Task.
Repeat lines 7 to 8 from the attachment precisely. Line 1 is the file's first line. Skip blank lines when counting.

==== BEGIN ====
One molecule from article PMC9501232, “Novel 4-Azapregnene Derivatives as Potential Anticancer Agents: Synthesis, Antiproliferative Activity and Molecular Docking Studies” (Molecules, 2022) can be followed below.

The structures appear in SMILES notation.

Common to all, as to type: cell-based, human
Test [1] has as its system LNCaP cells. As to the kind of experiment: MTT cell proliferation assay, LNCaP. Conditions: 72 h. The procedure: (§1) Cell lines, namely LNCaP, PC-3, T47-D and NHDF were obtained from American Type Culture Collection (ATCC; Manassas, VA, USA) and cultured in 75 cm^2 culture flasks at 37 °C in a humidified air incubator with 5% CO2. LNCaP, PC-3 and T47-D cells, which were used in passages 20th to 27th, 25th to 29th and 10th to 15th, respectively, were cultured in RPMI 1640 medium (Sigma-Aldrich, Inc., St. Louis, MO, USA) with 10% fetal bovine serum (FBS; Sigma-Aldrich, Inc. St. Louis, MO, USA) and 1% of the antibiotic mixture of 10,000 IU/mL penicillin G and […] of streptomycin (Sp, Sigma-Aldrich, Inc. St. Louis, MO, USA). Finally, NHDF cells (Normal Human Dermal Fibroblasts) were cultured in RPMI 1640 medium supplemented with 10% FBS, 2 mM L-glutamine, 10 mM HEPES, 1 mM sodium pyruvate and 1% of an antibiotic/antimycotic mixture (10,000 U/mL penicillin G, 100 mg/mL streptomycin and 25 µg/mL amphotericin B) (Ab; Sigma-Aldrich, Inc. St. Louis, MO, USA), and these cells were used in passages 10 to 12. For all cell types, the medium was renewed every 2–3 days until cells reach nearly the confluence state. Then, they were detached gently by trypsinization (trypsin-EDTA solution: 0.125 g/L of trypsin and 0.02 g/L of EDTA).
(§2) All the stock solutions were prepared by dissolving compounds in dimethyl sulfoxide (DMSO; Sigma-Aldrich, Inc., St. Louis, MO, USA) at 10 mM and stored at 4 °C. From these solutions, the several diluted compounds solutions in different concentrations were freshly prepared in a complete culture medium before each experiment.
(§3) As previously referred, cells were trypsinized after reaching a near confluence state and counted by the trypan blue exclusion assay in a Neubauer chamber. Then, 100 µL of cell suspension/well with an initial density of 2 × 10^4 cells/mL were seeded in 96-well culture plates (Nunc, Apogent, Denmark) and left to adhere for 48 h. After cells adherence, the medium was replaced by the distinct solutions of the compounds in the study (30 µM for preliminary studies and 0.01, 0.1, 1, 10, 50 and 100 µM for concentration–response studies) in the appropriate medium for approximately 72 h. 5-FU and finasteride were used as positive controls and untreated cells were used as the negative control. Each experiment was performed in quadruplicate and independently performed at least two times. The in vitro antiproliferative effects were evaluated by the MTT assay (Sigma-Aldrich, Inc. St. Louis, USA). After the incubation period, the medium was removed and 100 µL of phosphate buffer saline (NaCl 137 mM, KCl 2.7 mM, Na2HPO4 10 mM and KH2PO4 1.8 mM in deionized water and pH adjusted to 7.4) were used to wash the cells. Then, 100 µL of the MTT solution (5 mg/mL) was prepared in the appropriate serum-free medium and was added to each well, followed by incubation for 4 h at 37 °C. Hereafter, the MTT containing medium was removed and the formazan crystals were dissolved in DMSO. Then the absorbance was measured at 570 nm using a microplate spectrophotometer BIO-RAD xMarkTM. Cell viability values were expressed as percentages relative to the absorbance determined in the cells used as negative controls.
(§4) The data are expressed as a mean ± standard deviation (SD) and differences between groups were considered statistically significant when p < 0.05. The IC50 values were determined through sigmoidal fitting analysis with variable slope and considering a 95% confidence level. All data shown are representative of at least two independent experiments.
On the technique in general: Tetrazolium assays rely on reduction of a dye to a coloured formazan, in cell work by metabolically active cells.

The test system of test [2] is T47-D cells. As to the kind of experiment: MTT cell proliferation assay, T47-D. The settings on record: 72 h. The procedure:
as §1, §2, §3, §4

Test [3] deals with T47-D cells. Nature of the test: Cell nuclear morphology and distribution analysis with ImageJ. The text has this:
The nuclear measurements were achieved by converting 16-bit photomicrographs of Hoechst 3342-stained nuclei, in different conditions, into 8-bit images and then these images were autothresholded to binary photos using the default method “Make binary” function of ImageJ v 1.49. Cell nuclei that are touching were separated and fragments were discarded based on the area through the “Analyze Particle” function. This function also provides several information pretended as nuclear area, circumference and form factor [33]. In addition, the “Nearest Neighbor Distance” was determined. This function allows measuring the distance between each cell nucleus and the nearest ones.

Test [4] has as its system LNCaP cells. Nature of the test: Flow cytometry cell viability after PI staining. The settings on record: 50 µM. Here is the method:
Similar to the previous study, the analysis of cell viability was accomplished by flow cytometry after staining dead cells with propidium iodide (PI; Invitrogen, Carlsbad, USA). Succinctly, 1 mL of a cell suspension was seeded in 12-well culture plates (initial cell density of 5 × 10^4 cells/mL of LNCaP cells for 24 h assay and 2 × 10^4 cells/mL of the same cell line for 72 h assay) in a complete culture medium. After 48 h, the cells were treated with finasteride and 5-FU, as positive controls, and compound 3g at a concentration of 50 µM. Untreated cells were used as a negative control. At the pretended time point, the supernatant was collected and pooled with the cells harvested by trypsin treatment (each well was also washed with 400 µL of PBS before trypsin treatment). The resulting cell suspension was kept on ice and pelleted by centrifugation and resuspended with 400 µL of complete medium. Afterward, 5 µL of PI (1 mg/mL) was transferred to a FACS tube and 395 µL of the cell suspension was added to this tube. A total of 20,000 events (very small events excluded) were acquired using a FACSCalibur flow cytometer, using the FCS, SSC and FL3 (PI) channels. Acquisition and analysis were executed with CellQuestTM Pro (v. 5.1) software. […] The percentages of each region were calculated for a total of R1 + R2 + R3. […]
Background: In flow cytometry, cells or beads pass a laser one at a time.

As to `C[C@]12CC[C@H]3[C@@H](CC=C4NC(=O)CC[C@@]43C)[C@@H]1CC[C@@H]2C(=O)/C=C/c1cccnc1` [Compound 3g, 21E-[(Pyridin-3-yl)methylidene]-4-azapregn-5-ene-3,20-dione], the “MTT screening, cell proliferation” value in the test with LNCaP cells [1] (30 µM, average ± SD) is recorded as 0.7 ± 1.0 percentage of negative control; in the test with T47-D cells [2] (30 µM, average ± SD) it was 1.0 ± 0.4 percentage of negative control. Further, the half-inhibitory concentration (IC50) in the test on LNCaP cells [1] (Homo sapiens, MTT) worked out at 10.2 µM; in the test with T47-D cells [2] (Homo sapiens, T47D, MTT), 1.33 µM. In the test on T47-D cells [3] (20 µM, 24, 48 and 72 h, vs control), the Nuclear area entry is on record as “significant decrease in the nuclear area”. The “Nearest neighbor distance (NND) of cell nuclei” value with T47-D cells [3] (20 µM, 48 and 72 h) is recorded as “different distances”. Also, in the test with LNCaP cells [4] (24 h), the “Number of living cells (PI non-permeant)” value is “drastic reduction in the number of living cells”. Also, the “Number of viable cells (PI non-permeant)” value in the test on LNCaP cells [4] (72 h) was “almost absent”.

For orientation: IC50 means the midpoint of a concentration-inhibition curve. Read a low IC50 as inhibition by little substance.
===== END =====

(§4) The data are expressed as a mean ± standard deviation (SD) and differences between groups were considered statistically significant when p < 0.05. The IC50 values were determined through sigmoidal fitting analysis with variable slope and considering a 95% confidence level. All data shown are representative of at least two independent experiments.
On the technique in general: Tetrazolium assays rely on reduction of a dye to a coloured formazan, in cell work by metabolically active cells.